Wendy Riemann: People leave bosses, not jobs, so provide good, regular feedback

The column below reflects the views of the author, and these opinions are neither endorsed nor supported by WisOpinion.com.

Managers offering feedback to employees at work these days is often like visiting Baskin Robbins – a manager needs 31 flavors of feedback options – because everyone has their own unique preference.

While some are eager to blame this need to individualize on Generation Z and Millennials entering the workforce, it is not all bad.  In fact, updating how we provide feedback can benefit managers, employees, and the workplace, in both the short and long-run.

A survey by Gallup a few years ago found that about 50 percent of people have left a job because of a boss.  This is consistent with other surveys: in short, people leave bosses, not jobs.

If an employee views communication from their manager as either poor, lacking, or negative, it can lead to that employee starting to look for a new job.

While a Boomer’s mentality may be that all is well unless the boss says otherwise (or they do not ask for more feedback for fear of being micromanaged), younger generations grew up connected and want regular feedback, even if Millennials do not ask for it.  Although it may create more work at the onset, better communication between bosses and staff yields positive returns.

Providing feedback in the “older” days, and often still today, may include an annual review, and (hopefully) 5-7 positive statements for each negative statement.  For many, annual reviews have become so bogged down in legalities, that feedback can often lack guidance or clear expectations for the employee.

There is no exact science for who wants what type of feedback (31 flavors, remember!?), so managers should make time to have that conversation with each employee to find common ground.  Ask questions like, “How could we do this better?” or “Would you like more or less feedback?” and genuinely listen to the answer.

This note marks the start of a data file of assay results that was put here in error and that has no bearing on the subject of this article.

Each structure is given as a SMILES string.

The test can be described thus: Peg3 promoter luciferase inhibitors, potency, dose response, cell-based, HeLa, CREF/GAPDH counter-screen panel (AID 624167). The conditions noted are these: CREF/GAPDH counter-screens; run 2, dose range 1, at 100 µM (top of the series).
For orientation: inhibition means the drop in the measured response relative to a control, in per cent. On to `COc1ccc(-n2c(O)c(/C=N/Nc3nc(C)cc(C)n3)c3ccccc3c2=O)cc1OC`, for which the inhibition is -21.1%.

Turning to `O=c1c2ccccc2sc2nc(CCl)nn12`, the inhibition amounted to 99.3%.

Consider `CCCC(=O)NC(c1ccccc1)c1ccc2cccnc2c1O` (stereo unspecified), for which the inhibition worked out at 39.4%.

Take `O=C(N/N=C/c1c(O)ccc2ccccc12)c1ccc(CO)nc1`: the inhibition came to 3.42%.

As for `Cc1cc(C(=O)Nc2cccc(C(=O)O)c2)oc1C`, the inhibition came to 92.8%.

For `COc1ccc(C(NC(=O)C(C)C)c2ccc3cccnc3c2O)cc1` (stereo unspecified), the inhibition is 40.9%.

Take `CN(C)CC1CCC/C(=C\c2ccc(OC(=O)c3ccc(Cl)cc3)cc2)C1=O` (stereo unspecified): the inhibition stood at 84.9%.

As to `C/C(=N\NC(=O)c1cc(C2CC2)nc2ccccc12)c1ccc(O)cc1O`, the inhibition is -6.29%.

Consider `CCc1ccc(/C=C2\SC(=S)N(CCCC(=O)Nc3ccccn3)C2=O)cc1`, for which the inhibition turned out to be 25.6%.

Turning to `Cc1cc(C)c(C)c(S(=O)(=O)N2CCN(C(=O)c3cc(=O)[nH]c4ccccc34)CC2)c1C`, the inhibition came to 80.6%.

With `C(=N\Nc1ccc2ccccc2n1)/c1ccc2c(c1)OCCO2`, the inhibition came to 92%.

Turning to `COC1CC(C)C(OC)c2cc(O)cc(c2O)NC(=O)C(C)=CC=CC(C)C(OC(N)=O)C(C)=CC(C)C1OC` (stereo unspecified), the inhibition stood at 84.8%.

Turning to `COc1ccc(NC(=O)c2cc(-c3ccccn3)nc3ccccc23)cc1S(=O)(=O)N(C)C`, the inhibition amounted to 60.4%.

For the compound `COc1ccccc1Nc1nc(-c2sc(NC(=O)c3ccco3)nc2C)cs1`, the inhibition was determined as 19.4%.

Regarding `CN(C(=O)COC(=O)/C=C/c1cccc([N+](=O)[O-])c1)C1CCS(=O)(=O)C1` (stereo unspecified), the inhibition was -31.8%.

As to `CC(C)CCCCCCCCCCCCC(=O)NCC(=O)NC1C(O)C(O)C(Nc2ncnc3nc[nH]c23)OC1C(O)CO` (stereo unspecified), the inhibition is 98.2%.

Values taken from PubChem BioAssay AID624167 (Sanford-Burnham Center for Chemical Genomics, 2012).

The first goal for feedback should be that it is more regular and/or in real time.  This does not mean there is a formal office sit-down every Friday at 3 p.m., but rather offering acknowledgement and input on a more regular basis.  For instance, saying immediately after a meeting, “Great job on that presentation, I can tell you spent a lot of time preparing.”  This can help build the confidence of the employee and lead to better future conversations.  (Sidenote: high performers tend to thrive on feedback).

The second goal for providing feedback is that it should be done in a more positive way, i.e. you catch more flies with honey.  The same Gallup poll found that employees who felt their manager provided feedback focused more on their strengths were more engaged at work, while those employees who felt their manager focused more on weaknesses, were disengaged.  The first and second goals can be combined by saying something like, “You really have the customer service angle down, so why don’t we spend next week focusing on building more of your technical skillset.  That way, later in the year you’ll be able to easily do either job.”

Finally, if any feedback could be portrayed as negative, it is almost always better to discuss it, not email or text it.  Tone and non-verbal cues matters.      

Managers often have the greatest impact on driving performance and engaging the team through strong communication with employees. They are the boss AND the coach, so they need to be given the tools to succeed.

Offering better communication and providing more feedback is not catering to “snowflakes,” it is a strong management decision and good for the bottom-line.

— Riemann is president of 1492 Communications, a consulting firm. Like 1492 Communications on Facebook to learn more.